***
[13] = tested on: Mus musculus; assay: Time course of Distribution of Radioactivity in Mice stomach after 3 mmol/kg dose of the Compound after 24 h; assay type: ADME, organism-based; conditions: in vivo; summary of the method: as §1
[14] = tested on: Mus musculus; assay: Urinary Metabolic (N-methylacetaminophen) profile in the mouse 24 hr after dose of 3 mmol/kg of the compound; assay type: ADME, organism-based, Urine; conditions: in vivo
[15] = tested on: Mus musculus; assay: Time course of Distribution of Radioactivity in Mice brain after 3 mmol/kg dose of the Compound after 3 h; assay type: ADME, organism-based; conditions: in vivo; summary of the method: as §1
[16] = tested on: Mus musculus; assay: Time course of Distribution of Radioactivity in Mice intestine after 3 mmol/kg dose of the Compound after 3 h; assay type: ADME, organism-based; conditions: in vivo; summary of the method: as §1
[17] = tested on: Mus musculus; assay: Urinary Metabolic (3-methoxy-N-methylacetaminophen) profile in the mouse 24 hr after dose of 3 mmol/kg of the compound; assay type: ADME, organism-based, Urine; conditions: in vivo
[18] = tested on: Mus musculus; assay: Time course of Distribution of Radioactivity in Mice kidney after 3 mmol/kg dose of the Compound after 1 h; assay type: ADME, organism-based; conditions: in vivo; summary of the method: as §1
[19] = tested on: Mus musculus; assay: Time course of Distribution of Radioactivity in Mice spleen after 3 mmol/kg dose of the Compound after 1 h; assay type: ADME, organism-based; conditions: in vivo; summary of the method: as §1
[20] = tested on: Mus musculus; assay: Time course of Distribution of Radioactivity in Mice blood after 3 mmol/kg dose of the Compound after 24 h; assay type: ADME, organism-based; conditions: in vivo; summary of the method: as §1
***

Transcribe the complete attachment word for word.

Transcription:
[13] = tested on: Mus musculus; assay: Time course of Distribution of Radioactivity in Mice stomach after 3 mmol/kg dose of the Compound after 24 h; assay type: ADME, organism-based; conditions: in vivo; summary of the method: as §1
[14] = tested on: Mus musculus; assay: Urinary Metabolic (N-methylacetaminophen) profile in the mouse 24 hr after dose of 3 mmol/kg of the compound; assay type: ADME, organism-based, Urine; conditions: in vivo
[15] = tested on: Mus musculus; assay: Time course of Distribution of Radioactivity in Mice brain after 3 mmol/kg dose of the Compound after 3 h; assay type: ADME, organism-based; conditions: in vivo; summary of the method: as §1
[16] = tested on: Mus musculus; assay: Time course of Distribution of Radioactivity in Mice intestine after 3 mmol/kg dose of the Compound after 3 h; assay type: ADME, organism-based; conditions: in vivo; summary of the method: as §1
[17] = tested on: Mus musculus; assay: Urinary Metabolic (3-methoxy-N-methylacetaminophen) profile in the mouse 24 hr after dose of 3 mmol/kg of the compound; assay type: ADME, organism-based, Urine; conditions: in vivo
[18] = tested on: Mus musculus; assay: Time course of Distribution of Radioactivity in Mice kidney after 3 mmol/kg dose of the Compound after 1 h; assay type: ADME, organism-based; conditions: in vivo; summary of the method: as §1
[19] = tested on: Mus musculus; assay: Time course of Distribution of Radioactivity in Mice spleen after 3 mmol/kg dose of the Compound after 1 h; assay type: ADME, organism-based; conditions: in vivo; summary of the method: as §1
[20] = tested on: Mus musculus; assay: Time course of Distribution of Radioactivity in Mice blood after 3 mmol/kg dose of the Compound after 24 h; assay type: ADME, organism-based; conditions: in vivo; summary of the method: as §1